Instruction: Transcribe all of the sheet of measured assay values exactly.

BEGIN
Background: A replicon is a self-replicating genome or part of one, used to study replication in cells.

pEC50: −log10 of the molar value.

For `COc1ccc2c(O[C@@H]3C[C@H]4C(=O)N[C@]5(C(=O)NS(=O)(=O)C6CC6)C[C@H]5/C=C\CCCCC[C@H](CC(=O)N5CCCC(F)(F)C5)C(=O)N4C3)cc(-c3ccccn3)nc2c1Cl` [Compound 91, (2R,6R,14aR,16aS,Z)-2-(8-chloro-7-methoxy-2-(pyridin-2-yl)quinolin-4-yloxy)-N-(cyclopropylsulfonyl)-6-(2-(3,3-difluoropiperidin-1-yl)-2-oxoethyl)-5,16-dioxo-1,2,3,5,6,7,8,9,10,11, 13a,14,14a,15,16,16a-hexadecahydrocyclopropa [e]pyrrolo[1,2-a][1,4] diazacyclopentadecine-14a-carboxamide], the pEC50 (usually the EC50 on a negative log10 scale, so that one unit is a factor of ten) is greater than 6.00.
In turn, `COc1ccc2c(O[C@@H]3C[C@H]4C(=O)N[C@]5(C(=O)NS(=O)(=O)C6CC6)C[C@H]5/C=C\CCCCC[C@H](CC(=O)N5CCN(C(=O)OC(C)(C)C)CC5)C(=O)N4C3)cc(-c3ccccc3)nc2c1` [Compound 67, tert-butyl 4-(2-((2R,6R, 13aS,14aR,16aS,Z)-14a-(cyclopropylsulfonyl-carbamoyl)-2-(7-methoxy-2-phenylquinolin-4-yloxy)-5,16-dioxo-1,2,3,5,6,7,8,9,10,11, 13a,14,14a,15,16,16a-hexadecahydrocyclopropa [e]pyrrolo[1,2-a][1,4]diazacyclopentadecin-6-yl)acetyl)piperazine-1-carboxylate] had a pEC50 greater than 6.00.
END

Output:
Background: A replicon is a self-replicating genome or part of one, used to study replication in cells.

pEC50: −log10 of the molar value.

For `COc1ccc2c(O[C@@H]3C[C@H]4C(=O)N[C@]5(C(=O)NS(=O)(=O)C6CC6)C[C@H]5/C=C\CCCCC[C@H](CC(=O)N5CCCC(F)(F)C5)C(=O)N4C3)cc(-c3ccccn3)nc2c1Cl` [Compound 91, (2R,6R,14aR,16aS,Z)-2-(8-chloro-7-methoxy-2-(pyridin-2-yl)quinolin-4-yloxy)-N-(cyclopropylsulfonyl)-6-(2-(3,3-difluoropiperidin-1-yl)-2-oxoethyl)-5,16-dioxo-1,2,3,5,6,7,8,9,10,11, 13a,14,14a,15,16,16a-hexadecahydrocyclopropa [e]pyrrolo[1,2-a][1,4] diazacyclopentadecine-14a-carboxamide], the pEC50 (usually the EC50 on a negative log10 scale, so that one unit is a factor of ten) is greater than 6.00.
In turn, `COc1ccc2c(O[C@@H]3C[C@H]4C(=O)N[C@]5(C(=O)NS(=O)(=O)C6CC6)C[C@H]5/C=C\CCCCC[C@H](CC(=O)N5CCN(C(=O)OC(C)(C)C)CC5)C(=O)N4C3)cc(-c3ccccc3)nc2c1` [Compound 67, tert-butyl 4-(2-((2R,6R, 13aS,14aR,16aS,Z)-14a-(cyclopropylsulfonyl-carbamoyl)-2-(7-methoxy-2-phenylquinolin-4-yloxy)-5,16-dioxo-1,2,3,5,6,7,8,9,10,11, 13a,14,14a,15,16,16a-hexadecahydrocyclopropa [e]pyrrolo[1,2-a][1,4]diazacyclopentadecin-6-yl)acetyl)piperazine-1-carboxylate] had a pEC50 greater than 6.00.